Research Tracks

A publication of the Office of the Vice Provost for Research at Baylor University

March 27, 2014
by Baylor OVPR
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Scholars Week Preview: Baylor student steps outside of the classroom to take a deeper look at Job

This is the third in a series of Scholars Week preview articles by Caleb Barfield, a student worker in the Office of the Vice Provost for Research.  Caleb is a freshman from Denton majoring in journalism, new media and public relations.

Click here to check out more previews of the great research Baylor students will present at URSA Scholars Week 2014, March 31-April 4.

Questions surrounding the existence of suffering and pain in the world have plagued philosophers and scholars for generations. Although many of these questions will never have definitive answers, many philosophers and scholars look to religious texts for guidance.

Katherine Ellis will present her research on the Book of Job at URSA Scholars Week. Photo by Caleb Barfield.

Katherine Ellis will present her research on the Book of Job at URSA Scholars Week. Photo by Caleb Barfield.

Katherine Ellis, a junior religion major, has followed their example in her investigation into the Divine Speeches found in the Book of Job.

“I have always been fascinated with the Book of Job,” Ellis said. “The questions it raises and topics it brings up intrigue me, such as theodicy, suffering and how humanity and God meet in those moments. After studying the Book of Job in Dr. Bellinger’s class, I wanted to understand the book at a deeper level, and I became interested specifically in the Divine Speeches (Yahweh Speeches), which record God’s response to Job and come near the close of the book in chapters 38-41.”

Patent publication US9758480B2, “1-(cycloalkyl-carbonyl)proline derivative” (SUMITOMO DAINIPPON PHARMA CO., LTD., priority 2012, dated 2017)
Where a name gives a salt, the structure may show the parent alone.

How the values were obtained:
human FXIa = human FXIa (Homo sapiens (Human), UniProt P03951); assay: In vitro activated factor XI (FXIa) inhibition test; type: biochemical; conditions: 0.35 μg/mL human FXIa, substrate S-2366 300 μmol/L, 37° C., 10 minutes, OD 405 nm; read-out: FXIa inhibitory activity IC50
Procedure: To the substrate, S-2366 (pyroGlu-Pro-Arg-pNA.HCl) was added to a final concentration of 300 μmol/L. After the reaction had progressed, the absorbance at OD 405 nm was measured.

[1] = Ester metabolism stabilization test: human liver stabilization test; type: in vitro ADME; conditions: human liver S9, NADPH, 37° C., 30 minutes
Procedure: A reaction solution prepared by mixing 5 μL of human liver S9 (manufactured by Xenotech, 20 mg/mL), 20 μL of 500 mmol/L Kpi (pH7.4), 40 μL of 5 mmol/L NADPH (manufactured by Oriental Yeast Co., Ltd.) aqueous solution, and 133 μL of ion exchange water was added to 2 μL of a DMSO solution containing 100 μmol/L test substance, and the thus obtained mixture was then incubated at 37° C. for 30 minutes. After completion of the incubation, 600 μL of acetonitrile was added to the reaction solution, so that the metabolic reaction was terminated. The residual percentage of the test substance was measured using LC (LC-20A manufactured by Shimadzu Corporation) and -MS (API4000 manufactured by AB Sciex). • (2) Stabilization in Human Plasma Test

The project started as a class assignment for Ellis and turned into something far greater once Dr. Bill Bellinger, professor and chair of the religion department, took notice of the insightfulness of her research paper.

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March 26, 2014
by Baylor OVPR
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Scholars Week Preview: Increased exposure to toxicants may pose threat to Central American crocodiles

This is the second in a series of Scholars Week preview articles by Caleb Barfield, a student worker in the Office of the Vice Provost for Research.  Caleb is a freshman from Denton majoring in journalism, new media and public relations.

Click here to check out more previews of the great research Baylor students will present at URSA Scholars Week 2014, March 31-April 4.

In recent years, scientists and law enforcement officials have documented increases in illegal dumping and hazardous waste pollution in Central America. This has led environmental scientists to question if an increase in exposure to these toxicants may be threatening Belizean and Costa Rican crocodile populations.

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Derek Newberger examines crocodile scutes, the spiny scales found on the crocodile’s tail. Photos by Caleb Barfield.

Senior biology major Derek Newberger and the chair of the Environmental Science department, Dr. George Cobb, are studying crocodile scutes (external scales on the crocodile’s tail) to determine if there has been a measurable increase in exposure to toxicants.